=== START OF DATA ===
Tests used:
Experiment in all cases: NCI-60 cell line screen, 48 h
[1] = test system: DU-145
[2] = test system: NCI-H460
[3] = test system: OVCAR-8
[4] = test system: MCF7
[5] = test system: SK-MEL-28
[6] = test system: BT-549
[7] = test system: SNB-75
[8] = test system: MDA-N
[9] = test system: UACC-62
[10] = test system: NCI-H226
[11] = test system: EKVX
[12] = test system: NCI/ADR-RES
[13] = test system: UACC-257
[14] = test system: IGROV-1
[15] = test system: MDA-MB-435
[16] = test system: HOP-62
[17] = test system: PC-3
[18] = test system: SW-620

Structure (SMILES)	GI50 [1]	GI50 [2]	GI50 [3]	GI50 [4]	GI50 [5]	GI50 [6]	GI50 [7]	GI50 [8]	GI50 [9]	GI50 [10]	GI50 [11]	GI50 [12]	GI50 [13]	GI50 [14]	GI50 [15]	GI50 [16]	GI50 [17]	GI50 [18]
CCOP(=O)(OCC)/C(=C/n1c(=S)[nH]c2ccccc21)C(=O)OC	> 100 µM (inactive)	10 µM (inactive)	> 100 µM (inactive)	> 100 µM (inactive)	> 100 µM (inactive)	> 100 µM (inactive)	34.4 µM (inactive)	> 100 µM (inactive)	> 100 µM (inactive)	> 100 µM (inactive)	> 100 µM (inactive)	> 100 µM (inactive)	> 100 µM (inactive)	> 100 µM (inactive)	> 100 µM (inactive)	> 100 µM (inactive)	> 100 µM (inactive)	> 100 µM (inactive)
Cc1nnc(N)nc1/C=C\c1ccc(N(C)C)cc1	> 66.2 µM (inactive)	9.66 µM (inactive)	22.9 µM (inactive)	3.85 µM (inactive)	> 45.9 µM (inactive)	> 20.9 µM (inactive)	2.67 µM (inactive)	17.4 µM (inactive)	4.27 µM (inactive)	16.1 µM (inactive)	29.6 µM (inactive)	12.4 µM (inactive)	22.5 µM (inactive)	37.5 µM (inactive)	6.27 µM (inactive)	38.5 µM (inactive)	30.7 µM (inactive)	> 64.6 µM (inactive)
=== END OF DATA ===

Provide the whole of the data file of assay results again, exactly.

Tests used:
Experiment in all cases: NCI-60 cell line screen, 48 h
[1] = test system: DU-145
[2] = test system: NCI-H460
[3] = test system: OVCAR-8
[4] = test system: MCF7
[5] = test system: SK-MEL-28
[6] = test system: BT-549
[7] = test system: SNB-75
[8] = test system: MDA-N
[9] = test system: UACC-62
[10] = test system: NCI-H226
[11] = test system: EKVX
[12] = test system: NCI/ADR-RES
[13] = test system: UACC-257
[14] = test system: IGROV-1
[15] = test system: MDA-MB-435
[16] = test system: HOP-62
[17] = test system: PC-3
[18] = test system: SW-620

Structure (SMILES)	GI50 [1]	GI50 [2]	GI50 [3]	GI50 [4]	GI50 [5]	GI50 [6]	GI50 [7]	GI50 [8]	GI50 [9]	GI50 [10]	GI50 [11]	GI50 [12]	GI50 [13]	GI50 [14]	GI50 [15]	GI50 [16]	GI50 [17]	GI50 [18]
CCOP(=O)(OCC)/C(=C/n1c(=S)[nH]c2ccccc21)C(=O)OC	> 100 µM (inactive)	10 µM (inactive)	> 100 µM (inactive)	> 100 µM (inactive)	> 100 µM (inactive)	> 100 µM (inactive)	34.4 µM (inactive)	> 100 µM (inactive)	> 100 µM (inactive)	> 100 µM (inactive)	> 100 µM (inactive)	> 100 µM (inactive)	> 100 µM (inactive)	> 100 µM (inactive)	> 100 µM (inactive)	> 100 µM (inactive)	> 100 µM (inactive)	> 100 µM (inactive)
Cc1nnc(N)nc1/C=C\c1ccc(N(C)C)cc1	> 66.2 µM (inactive)	9.66 µM (inactive)	22.9 µM (inactive)	3.85 µM (inactive)	> 45.9 µM (inactive)	> 20.9 µM (inactive)	2.67 µM (inactive)	17.4 µM (inactive)	4.27 µM (inactive)	16.1 µM (inactive)	29.6 µM (inactive)	12.4 µM (inactive)	22.5 µM (inactive)	37.5 µM (inactive)	6.27 µM (inactive)	38.5 µM (inactive)	30.7 µM (inactive)	> 64.6 µM (inactive)